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“In Vietnam, the best coffee can be found in a café down a hidden alley” – we meet the owner of Caphe by Hai Nam

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  • Nemes Nóra

10/16/2020 1:42 PM

The wonders of Vietnamese cuisine are not limited to pho soups and spring rolls. Caphe by Hai Nam, recently opened on Bartók Béla út, mixes the traditional and the modern features of Vietnamese coffee culture. We talk to founder/owner Vo Son Hai within the framework of a gastronomic campaign by Piqniq Budapest.

Vo Son Hai is no stranger to the world of hospitality – his parents are behind the longest-running Vietnamese restaurant in Budapest, one of the first places in the city to serve now ubiquitous pho soups. Hai first took a different direction in life, shooting for the stars instead of the family business, and worked as a flight attendant for a Japanese airline. After travelling all around the world, he decided that it was time to come back home, and follow in his family’s footsteps – but in a different and unique way.

Photo: Szabó Gábor - We Love Budapest

As a resident of District XI, he realised that Bartók Béla út might already be overflowing with excellent cafés. Still, he believed that he could bring something new to the table – a place that is not only about coffee, but focuses on the vibrant world of Asian coffee culture, with all its connected rituals, serenity, purity and philosophy.


He wanted to show that Vietnamese attitudes towards coffee have changed over the last decade, and that it’s no coincidence that Vietnam is the now second-largest exporter of coffee in the world. But as this beautifully designed, sophisticated café is also open to the world’s other great representatives of coffee, visitors can find specialty and traditional Italian espresso at Caphe, too.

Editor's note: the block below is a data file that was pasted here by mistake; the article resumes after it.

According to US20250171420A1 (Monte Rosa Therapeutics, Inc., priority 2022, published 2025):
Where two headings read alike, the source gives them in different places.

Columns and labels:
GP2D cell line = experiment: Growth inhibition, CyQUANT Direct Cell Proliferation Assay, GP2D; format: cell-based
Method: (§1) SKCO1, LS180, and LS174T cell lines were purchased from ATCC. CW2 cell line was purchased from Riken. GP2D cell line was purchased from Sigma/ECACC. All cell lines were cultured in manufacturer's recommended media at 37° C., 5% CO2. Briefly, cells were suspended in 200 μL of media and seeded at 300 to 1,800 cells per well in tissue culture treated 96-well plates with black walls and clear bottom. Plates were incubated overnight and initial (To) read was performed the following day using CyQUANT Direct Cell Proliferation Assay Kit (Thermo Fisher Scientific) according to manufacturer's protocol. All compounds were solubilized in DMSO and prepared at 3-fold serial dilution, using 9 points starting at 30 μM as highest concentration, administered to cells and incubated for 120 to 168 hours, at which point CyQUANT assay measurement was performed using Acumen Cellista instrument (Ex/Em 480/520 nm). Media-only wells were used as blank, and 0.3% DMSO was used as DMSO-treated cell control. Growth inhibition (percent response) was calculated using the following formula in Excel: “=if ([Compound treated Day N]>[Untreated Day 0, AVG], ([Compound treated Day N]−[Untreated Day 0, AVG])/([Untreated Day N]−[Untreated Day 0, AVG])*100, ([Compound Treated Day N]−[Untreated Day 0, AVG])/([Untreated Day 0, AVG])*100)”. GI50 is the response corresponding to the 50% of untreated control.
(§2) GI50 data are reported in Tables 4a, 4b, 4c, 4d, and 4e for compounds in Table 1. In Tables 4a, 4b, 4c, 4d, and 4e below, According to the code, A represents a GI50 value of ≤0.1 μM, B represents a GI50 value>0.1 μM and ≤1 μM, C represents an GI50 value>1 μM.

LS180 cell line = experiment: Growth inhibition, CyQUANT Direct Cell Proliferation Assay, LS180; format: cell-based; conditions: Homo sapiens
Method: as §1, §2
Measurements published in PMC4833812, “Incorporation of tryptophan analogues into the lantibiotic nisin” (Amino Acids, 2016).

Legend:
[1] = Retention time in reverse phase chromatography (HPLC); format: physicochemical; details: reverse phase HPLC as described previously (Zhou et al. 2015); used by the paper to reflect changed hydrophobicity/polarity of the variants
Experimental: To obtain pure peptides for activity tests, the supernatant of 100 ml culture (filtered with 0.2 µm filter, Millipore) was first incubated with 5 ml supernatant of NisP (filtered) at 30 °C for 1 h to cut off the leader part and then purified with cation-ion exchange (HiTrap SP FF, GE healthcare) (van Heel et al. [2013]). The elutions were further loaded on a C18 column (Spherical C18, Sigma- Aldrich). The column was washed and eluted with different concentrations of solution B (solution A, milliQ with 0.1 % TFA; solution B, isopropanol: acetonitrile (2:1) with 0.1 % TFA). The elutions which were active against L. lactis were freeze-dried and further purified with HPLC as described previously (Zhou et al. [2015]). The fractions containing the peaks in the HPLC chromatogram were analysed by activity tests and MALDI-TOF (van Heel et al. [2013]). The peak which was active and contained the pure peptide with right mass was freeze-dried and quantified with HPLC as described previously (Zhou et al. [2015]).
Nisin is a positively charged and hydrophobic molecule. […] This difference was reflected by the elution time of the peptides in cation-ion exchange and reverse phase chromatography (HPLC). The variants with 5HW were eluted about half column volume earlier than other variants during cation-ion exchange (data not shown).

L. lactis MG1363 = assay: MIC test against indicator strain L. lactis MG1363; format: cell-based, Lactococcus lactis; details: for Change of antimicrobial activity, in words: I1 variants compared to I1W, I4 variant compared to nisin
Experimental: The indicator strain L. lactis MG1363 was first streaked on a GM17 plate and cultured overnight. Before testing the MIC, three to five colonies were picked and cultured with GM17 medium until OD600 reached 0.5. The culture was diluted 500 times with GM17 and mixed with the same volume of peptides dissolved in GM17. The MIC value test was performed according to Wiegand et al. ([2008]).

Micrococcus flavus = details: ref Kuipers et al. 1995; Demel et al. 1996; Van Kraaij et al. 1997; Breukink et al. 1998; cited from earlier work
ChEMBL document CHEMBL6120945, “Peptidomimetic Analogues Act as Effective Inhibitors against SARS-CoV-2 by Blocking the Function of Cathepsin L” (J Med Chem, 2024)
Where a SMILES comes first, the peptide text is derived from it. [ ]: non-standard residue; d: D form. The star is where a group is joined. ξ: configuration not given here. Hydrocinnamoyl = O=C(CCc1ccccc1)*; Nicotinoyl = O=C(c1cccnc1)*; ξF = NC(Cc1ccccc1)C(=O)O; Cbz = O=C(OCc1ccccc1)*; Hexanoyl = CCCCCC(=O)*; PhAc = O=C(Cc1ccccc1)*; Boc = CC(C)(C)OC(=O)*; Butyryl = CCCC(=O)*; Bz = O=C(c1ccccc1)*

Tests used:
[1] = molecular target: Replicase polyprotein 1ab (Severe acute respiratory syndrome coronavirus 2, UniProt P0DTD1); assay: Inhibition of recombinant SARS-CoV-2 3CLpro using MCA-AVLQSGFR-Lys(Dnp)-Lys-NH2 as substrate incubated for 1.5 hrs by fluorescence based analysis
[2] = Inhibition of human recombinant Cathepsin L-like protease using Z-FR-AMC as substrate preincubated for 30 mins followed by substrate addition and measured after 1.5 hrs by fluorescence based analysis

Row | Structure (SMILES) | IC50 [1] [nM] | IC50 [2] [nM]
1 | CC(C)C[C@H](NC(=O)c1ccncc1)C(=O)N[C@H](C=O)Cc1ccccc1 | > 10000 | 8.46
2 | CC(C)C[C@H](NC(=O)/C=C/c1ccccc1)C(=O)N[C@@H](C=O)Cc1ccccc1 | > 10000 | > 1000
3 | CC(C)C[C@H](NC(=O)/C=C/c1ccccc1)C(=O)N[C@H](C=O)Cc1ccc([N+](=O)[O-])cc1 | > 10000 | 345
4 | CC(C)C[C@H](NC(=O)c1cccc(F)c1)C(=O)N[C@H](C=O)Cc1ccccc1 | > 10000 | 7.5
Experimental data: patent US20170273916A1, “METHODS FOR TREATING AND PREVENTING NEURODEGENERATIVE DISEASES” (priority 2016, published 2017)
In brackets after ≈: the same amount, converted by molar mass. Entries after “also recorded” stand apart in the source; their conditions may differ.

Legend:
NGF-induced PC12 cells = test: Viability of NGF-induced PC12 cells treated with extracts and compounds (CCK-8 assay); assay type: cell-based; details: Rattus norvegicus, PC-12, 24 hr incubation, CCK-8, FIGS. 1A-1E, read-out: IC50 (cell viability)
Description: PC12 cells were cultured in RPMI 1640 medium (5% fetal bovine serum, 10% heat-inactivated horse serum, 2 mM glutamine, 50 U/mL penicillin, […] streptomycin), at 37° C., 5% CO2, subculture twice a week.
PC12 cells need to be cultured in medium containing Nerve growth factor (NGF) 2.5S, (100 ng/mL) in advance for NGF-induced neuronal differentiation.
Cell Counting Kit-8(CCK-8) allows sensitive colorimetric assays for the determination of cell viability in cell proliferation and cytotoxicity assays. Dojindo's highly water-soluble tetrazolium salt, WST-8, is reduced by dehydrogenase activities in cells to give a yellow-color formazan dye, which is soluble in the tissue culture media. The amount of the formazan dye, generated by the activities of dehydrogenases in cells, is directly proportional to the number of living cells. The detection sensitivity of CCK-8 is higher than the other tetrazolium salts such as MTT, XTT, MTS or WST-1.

Hai tells us that it’s the French who are responsible for the spread of coffee culture in Vietnam – normally, the most dominant beverage in Asia is tea. Now, good coffee is a must for the younger generations in Vietnam, who have embraced its traditional culture. For them, there is an entire séance accompanying drip coffee. 

Relax over robusta

"By the time you finish what you had to say, the coffee has all dripped down, and you can immerse yourself into the drink. In Vietnam, coffee is seen as a small break, as a time of relaxation, when you can be just by yourself for a while. It’s most commonly consumed with condensed milk that the hot coffee drips on, and this way the strong zing of the robusta coffee is slightly softened. Then there are also those who drink it on its own, while some put ice cubes in it, and some enjoy it while it's hot – but the ceremony is always there,” says Hai.

Stepping inside Caphe, you find yourself in a modern, minimalist and bright space. With the help of interior designer Kinga Bajor, Hai created a locale that combines Scandinavian purity with Oriental elements.


As Hai says, “In Vietnam, the best coffee is not sold on a main street, but in a small place at the back of an alley, on the third floor. However, I wanted reflect the atmosphere of a French colonial café, with a modern twist”.